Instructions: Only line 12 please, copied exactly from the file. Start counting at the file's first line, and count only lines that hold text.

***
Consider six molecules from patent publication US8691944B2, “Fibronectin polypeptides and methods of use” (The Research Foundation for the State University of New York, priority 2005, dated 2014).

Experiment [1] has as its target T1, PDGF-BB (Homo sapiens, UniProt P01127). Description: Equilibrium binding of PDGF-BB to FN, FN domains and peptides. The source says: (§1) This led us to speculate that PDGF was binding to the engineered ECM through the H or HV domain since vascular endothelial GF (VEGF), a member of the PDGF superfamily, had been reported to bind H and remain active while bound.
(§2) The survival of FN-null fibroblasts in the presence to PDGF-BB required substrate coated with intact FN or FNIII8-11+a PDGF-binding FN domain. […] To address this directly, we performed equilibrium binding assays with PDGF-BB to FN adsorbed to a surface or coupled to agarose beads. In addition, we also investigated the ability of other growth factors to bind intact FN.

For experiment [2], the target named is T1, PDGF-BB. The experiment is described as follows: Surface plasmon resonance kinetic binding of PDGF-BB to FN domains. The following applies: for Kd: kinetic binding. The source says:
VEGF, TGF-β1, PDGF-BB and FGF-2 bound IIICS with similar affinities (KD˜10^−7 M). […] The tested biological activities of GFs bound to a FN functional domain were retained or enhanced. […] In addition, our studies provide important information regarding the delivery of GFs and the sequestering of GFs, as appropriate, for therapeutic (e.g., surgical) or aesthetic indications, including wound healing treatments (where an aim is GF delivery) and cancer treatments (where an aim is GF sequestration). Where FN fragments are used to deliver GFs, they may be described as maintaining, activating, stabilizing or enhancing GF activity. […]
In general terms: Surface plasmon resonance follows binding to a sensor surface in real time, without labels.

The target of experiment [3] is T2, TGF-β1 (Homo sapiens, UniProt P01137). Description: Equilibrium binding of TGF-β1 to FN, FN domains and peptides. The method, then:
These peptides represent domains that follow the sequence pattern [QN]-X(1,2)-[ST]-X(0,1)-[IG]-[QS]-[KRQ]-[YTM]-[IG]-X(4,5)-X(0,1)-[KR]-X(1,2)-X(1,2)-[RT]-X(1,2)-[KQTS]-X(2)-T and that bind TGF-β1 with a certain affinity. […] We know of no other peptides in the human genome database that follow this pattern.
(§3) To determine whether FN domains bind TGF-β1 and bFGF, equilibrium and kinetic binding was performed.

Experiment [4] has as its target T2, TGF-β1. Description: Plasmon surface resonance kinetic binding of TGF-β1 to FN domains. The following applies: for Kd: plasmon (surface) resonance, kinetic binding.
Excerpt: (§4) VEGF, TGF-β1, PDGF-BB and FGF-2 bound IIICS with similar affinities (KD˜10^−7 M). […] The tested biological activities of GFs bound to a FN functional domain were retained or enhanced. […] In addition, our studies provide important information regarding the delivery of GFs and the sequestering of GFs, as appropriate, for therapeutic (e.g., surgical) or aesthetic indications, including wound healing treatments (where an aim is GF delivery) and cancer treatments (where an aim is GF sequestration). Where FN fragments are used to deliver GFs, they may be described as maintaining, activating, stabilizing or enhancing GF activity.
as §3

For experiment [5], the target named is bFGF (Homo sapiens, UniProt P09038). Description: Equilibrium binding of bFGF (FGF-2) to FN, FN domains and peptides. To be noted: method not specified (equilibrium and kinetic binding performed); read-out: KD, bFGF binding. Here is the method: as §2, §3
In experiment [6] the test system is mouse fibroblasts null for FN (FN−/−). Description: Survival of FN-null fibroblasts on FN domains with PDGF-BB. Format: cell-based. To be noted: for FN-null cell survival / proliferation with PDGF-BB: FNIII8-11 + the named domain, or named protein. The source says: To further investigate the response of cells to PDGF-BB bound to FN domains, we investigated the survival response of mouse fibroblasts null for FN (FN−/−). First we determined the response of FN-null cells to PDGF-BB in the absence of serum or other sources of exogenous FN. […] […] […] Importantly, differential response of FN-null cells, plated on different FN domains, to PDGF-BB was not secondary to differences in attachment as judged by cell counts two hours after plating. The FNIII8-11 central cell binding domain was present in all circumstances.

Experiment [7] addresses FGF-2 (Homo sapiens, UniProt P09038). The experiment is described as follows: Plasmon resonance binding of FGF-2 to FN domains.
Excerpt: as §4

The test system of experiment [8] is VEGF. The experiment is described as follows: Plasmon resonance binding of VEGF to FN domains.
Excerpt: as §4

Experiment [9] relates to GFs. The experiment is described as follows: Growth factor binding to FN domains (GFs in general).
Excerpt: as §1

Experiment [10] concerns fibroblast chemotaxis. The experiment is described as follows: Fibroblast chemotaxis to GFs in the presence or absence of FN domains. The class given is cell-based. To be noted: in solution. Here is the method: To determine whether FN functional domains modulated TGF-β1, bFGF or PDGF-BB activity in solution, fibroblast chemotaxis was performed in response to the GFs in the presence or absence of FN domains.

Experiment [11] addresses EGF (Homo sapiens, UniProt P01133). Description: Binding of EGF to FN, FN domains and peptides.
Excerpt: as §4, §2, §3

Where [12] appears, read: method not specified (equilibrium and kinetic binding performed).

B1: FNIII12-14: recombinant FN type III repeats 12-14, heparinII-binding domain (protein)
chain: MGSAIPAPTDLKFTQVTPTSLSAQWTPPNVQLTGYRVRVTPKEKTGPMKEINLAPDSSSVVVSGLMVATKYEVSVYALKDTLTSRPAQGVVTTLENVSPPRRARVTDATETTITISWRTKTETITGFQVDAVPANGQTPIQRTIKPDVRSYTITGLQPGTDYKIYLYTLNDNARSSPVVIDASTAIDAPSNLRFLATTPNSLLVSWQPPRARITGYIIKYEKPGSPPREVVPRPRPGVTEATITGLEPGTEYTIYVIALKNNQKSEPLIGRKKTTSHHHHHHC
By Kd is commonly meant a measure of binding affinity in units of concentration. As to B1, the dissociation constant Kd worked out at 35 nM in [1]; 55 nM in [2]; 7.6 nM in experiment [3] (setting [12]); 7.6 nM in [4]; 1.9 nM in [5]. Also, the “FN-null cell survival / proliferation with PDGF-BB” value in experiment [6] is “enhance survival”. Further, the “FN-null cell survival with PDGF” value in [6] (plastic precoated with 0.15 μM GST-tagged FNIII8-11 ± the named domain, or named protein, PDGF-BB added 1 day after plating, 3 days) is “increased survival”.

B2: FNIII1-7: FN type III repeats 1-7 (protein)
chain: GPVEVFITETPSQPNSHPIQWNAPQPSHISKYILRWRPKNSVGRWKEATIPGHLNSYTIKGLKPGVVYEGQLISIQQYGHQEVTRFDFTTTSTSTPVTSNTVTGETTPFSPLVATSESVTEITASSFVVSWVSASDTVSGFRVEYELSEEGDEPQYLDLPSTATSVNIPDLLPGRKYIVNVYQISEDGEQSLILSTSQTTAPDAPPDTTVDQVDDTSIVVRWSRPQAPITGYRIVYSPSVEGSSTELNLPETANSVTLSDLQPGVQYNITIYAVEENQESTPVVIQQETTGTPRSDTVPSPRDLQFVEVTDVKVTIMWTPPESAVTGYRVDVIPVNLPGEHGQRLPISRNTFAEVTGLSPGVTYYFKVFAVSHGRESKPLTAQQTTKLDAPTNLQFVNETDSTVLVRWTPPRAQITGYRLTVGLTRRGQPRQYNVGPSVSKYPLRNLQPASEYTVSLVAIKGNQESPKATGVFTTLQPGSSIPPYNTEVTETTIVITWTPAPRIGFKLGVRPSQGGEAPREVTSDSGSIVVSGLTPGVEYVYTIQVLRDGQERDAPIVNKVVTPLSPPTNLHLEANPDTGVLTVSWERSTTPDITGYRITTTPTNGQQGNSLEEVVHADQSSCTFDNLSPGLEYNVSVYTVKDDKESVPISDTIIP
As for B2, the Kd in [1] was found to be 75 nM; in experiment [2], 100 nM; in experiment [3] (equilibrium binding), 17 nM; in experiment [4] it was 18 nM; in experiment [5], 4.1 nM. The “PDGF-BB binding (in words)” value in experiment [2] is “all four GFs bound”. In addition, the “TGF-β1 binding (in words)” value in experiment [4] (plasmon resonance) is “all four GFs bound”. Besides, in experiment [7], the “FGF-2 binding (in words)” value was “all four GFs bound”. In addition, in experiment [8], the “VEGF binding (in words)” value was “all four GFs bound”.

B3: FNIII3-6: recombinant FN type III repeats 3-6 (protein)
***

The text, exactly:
as §3